Hybrid quick bread

That’s right, it’s time for the next instalment of everyone’s favourite comedy show: Adventures in cooking with Julie! (Don’t laugh; this one’s gonna be a doozie, and I can already hear all you experienced cooks snickering behind your screens.)

Today’s recipe is Mark Bittman’s hybrid quick bread. (Called “hybrid” because it uses both whole wheat and white flour, and called “quick” because it’s supposed to take 45 minutes, start-to-finish. My experienced readers will already know where this post is going.)

The recipe calls for a food processor, and while I actually do own one, I hate using it, because using it involves cleaning it afterwards. And there are all sorts of little nooks that are particularly difficult to clean without a brush (which I don’t own). So I decided to do it by hand. (Okay, okay… you can stop laughing at my innocence now.)

For the record, I’ve never cooked bread before that I can remember. Cookies, yes. Cakes, yes. Bread, no. So I’m in completely uncharted territory here. My main problem came from the instruction to process “until the dough is a well-defined, barely sticky, easy-to-handle ball.” Well, I kneaded. And kneaded. And kneaded. (My kneading technique needs work.) But no matter how long I kneaded, it was still sticky. And also seemed to think that my hands were part of the dough, but never mind that. (Note to self: leave a small pile of flour out of the bag before you put it away!)

Even though he says it’s “unlikely” that the dough is too wet, I put in another 1.5 tbsp of flour, and that seemed to help things. In any case, I eventually got tired of kneading, declared it good enough when I could hold it in my (newly floured, and no longer covered in dough) hands, put it on a cookie sheet, and into the oven it went. Now I’m just waiting to see how it turns out. Updates in a while.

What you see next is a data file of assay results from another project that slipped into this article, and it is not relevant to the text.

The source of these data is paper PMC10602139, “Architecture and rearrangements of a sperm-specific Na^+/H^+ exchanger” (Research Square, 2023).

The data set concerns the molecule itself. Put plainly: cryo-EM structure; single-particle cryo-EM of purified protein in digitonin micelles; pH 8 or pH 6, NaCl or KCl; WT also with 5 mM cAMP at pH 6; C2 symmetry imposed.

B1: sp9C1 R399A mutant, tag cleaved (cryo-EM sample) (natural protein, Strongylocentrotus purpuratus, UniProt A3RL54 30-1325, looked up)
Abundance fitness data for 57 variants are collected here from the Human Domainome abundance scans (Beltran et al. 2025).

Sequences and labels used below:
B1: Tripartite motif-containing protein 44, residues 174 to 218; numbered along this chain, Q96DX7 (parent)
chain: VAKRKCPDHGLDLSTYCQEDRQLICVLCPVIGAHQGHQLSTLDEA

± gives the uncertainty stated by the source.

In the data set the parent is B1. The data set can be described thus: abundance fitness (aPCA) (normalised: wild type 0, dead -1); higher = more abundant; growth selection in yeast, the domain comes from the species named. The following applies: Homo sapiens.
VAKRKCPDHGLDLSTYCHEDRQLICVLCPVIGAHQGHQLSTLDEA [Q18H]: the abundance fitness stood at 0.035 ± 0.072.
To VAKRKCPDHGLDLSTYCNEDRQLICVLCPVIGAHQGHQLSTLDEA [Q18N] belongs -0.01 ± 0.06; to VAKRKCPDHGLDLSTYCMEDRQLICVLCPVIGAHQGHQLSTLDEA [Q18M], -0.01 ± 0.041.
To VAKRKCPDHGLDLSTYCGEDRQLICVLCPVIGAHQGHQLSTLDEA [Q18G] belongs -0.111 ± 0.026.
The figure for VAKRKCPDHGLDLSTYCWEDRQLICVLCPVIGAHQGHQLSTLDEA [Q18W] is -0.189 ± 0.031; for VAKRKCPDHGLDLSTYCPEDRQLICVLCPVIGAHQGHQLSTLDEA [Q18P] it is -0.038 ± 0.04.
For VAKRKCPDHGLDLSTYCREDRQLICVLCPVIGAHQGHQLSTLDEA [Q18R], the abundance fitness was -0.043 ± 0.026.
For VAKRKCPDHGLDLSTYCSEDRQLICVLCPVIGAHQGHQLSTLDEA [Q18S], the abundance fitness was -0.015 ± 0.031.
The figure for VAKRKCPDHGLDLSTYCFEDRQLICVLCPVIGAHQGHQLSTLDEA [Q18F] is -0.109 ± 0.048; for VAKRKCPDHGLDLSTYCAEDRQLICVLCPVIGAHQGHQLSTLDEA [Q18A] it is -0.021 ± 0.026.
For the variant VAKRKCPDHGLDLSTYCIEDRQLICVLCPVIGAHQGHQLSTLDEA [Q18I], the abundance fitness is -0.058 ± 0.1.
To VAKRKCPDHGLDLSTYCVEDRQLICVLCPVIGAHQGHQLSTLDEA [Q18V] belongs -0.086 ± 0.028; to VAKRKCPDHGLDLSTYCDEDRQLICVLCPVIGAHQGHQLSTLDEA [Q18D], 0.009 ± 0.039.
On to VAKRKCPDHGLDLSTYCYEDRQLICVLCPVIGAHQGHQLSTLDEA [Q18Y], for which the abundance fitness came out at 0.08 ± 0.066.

Update 1: I tried to sprinkle on sea salt at the 20-minute mark, but the crust is totally non-sticky. Some of it managed to stay on top. We’ll see if it stays on top when I take it out of the oven in half an hour or so.

On the one hand, it looks like bread and my kitchen smells lovely. On the other hand, I’ll never figure out what possessed me to bake during a heat wave. Oh, and I must remember for next time that my mom bought me an apron. My shirt is totally covered with flour now.

In the meantime: Does anyone have any sources on how to knead bread properly? I’m almost totally certain I was doing it wrong.

Update 2: Only took another 30 minutes after the salt-sprinkling. Indeed, pretty much none of the salt stuck. Alas. You win some and you lose some. One of the reasons it took so little time is because my oven runs hot. Even setting it at 325 degrees, my oven thermometer was still reading 400. A toothpick comes out clean, though, so hopefully the inside is all cooked.

In the end, it looks like bread and smells like bread. Updates tonight on whether it tastes like bread as well, and (more importantly) whether it’s worth taking the time to make again.

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